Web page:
New Posts

Feb 8, 2016

Top 400 Taxpayers See Tax Rates Rise, But There’s More to the Story

As Americans were gathering party supplies to greet the New Year, the Internal Revenue Service released their annual report of cumulative tax data reported on the 400 tax r...

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Feb 4, 2016

Chlorine Bleach Plants Needlessly Endanger 63 Million Americans

Chlorine bleach plants across the U.S. put millions of Americans in danger of a chlorine gas release, a substance so toxic it has been used as a chemical weapon. Greenpeace’s new repo...

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Jan 25, 2016

U.S. Industrial Facilities Reported Fewer Toxic Releases in 2014

The Toxics Release Inventory (TRI) data for 2014 is now available. The good news: total toxic releases by reporting facilities decreased by nearly six percent from 2013 levels. Howe...

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Jan 22, 2016

Methane Causes Climate Change. Here's How the President Plans to Cut Emissions by 40-45 Percent.

  UPDATE (Jan. 22, 2016): Today, the Bureau of Land Management (BLM) released its proposed rule to reduce methane emissions...

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About the Senate Budget Process Rules

One reason the nonprofit community was able to stop permanent repeal of the estate tax is that Sen. Phil Gramm (R-TX) needed 60 votes in the Senate, rather than just a "simple majority" of 51 votes. With the expiration of key Senate budget rules on October 1, however, the Senate may lose this key feature that helped earn it the title of "the world’s greatest deliberative body."

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Corporate Disclosure Bill Goes to President Without Philanthropy Disclosure Requirements

In the wake of the widening corporate accounting scandals, both the House and Senate have passed versions of corporate accountability and reform legislation and a conference committee hammered out the differences, sending the bill the to the President on July 26. The conference agreement re-named the legislation the Sarbanes-Oxley Act of 2002, after its primary sponsors in each house. The final bill does not contain the philanthropy disclosure requirements from the original bill in the House.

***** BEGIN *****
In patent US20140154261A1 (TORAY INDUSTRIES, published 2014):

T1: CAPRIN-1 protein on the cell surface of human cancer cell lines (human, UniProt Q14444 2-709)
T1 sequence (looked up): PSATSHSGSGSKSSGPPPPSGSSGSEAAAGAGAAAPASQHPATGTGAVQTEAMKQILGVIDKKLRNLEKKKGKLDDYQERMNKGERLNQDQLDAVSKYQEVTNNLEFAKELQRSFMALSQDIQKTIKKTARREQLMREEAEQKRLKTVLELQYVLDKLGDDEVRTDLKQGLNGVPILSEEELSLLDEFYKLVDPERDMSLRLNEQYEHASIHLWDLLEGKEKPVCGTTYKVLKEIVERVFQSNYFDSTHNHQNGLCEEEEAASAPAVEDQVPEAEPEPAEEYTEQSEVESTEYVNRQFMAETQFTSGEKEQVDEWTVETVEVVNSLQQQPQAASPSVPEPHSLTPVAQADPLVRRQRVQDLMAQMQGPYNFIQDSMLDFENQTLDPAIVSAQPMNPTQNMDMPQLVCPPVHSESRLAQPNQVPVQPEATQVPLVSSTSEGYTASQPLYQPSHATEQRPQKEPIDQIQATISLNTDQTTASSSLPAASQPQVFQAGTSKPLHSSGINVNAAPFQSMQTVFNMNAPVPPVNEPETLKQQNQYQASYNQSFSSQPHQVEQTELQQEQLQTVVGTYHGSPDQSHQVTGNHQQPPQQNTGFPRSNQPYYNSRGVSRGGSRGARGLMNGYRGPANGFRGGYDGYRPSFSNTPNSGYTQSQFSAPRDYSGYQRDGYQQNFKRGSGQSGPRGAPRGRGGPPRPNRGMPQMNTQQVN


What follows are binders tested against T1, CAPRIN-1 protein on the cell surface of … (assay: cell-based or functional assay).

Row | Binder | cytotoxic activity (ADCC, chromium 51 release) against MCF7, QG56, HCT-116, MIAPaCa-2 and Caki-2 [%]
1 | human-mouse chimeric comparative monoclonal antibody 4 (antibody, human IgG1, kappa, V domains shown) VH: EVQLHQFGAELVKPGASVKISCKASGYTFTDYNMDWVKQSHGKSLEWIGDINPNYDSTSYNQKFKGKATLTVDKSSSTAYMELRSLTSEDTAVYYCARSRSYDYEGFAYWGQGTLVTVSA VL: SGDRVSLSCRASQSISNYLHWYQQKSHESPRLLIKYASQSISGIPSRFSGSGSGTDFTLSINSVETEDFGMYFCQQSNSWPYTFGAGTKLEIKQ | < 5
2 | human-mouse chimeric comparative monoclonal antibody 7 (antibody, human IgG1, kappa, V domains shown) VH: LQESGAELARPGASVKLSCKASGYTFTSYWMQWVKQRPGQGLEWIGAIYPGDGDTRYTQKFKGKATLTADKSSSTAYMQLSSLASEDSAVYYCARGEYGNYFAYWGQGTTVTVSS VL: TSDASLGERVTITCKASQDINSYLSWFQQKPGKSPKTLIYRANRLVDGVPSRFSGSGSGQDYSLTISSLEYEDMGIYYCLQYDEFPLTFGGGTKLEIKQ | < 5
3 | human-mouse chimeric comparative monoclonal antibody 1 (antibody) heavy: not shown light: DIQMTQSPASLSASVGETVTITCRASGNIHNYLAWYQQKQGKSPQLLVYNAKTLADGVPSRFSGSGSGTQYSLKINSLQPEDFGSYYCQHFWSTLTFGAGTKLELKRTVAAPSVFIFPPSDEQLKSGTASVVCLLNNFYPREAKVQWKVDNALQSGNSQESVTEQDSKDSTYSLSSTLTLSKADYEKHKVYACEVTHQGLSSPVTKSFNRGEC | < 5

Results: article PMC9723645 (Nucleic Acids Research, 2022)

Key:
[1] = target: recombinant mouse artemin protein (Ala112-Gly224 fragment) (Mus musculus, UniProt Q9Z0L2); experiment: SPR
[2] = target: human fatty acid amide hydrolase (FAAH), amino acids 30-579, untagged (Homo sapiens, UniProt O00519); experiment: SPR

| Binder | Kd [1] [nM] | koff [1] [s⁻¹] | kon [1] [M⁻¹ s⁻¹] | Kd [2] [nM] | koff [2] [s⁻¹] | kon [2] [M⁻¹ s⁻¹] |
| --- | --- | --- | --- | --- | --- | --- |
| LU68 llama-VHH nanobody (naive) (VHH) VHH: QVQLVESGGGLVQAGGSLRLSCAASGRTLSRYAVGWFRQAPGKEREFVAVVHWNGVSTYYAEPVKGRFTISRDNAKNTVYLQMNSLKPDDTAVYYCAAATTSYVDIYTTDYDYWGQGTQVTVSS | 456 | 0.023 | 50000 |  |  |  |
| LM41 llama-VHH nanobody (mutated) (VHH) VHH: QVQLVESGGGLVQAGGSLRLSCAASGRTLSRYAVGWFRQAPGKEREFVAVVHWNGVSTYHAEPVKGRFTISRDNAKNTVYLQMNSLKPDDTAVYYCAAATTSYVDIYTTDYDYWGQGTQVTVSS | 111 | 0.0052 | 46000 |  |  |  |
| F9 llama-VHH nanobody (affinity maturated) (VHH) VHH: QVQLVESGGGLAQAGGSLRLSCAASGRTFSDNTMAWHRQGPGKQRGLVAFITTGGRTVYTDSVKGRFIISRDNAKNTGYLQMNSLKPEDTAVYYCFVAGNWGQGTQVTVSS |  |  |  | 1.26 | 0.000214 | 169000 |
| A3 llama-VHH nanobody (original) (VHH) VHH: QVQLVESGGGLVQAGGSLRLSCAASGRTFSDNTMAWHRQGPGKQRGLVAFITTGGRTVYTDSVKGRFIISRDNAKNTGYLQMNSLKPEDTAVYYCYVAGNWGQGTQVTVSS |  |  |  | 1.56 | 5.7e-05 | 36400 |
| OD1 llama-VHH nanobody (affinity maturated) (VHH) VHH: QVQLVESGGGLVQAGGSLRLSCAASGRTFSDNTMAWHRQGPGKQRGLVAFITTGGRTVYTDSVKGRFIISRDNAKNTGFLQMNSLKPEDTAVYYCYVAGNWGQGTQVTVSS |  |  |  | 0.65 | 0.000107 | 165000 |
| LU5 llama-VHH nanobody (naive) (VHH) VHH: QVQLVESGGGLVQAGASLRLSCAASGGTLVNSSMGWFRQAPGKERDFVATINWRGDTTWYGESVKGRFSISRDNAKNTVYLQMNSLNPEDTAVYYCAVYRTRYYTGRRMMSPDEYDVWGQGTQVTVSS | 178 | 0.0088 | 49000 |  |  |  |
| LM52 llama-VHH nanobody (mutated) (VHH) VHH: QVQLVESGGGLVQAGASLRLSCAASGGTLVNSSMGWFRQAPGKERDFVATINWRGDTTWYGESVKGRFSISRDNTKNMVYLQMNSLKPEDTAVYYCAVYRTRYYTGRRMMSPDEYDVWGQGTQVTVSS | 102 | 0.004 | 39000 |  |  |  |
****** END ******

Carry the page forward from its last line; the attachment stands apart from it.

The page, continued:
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OMB Watch Opposes Bush Tax Cuts

OMB Watch, a nonprofit research and advocacy group that seeks to promote government accountability and citizen participation, strongly supports the Fair Taxes for All Coalition in its opposition to the Bush tax cut proposal. The Bush tax cut plan is inequitable and too expensive. It will primarily benefit the wealthiest Americans and the cost will unwisely use up the budget surplus without properly investing in our future. In fact, the Bush tax plan is likely to cause actual cuts in important government services and activities that benefit us all.

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President Signs Debt Ceiling Increase Bill

On June 28, after much public and bipartisan hand-wringing, the President quietly signed a $450 billion increase to the debt limit, and thereby allowed the federal government to continue to sell Treasury bonds to help finance its current spending needs. Treasury Secretary Paul O’Neill had warned that without this increase, the U.S. would have to default on its debts for the first time in its history.